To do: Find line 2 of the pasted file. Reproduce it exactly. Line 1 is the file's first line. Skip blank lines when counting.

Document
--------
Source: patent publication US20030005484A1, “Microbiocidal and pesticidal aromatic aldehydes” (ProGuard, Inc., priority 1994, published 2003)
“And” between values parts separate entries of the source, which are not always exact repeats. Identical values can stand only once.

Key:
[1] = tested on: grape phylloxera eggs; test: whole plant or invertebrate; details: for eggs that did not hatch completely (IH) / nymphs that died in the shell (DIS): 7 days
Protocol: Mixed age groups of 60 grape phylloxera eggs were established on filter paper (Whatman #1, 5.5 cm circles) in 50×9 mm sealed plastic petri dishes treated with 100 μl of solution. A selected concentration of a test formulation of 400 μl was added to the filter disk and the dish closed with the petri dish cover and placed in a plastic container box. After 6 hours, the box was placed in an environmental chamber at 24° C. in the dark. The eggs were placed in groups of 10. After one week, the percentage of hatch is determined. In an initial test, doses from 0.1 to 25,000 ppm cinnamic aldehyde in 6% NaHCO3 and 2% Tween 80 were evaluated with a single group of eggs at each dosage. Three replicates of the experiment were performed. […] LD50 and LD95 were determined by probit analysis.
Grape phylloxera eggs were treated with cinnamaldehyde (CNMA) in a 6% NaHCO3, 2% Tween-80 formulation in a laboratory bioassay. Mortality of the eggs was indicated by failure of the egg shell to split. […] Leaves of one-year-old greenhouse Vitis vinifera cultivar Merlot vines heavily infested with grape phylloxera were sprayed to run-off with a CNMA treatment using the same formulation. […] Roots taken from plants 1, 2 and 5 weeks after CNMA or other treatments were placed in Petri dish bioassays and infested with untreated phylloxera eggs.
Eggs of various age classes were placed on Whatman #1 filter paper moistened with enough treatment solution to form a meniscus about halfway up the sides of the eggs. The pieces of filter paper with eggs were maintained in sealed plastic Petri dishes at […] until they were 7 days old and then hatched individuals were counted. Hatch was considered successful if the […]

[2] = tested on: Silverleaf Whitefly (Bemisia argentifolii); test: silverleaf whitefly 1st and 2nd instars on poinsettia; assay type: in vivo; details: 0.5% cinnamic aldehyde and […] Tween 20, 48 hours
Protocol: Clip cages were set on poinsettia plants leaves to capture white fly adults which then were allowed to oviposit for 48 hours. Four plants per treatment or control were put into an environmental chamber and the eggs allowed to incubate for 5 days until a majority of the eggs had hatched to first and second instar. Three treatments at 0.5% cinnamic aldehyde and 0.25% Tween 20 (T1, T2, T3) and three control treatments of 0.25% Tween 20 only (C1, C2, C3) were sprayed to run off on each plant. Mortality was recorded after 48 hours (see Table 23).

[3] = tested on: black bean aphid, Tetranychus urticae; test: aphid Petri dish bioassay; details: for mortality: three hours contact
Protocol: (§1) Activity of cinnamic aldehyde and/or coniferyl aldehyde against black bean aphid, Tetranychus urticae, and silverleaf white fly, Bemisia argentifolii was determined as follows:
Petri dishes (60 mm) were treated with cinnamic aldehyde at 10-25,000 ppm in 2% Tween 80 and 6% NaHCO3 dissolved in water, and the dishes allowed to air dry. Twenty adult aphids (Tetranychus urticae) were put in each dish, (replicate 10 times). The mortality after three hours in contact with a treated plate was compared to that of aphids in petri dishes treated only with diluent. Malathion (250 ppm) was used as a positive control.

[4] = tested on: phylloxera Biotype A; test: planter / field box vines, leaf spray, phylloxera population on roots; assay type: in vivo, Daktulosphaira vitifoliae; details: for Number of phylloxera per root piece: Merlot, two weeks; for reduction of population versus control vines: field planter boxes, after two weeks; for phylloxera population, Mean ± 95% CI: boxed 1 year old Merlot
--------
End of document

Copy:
“And” between values parts separate entries of the source, which are not always exact repeats. Identical values can stand only once.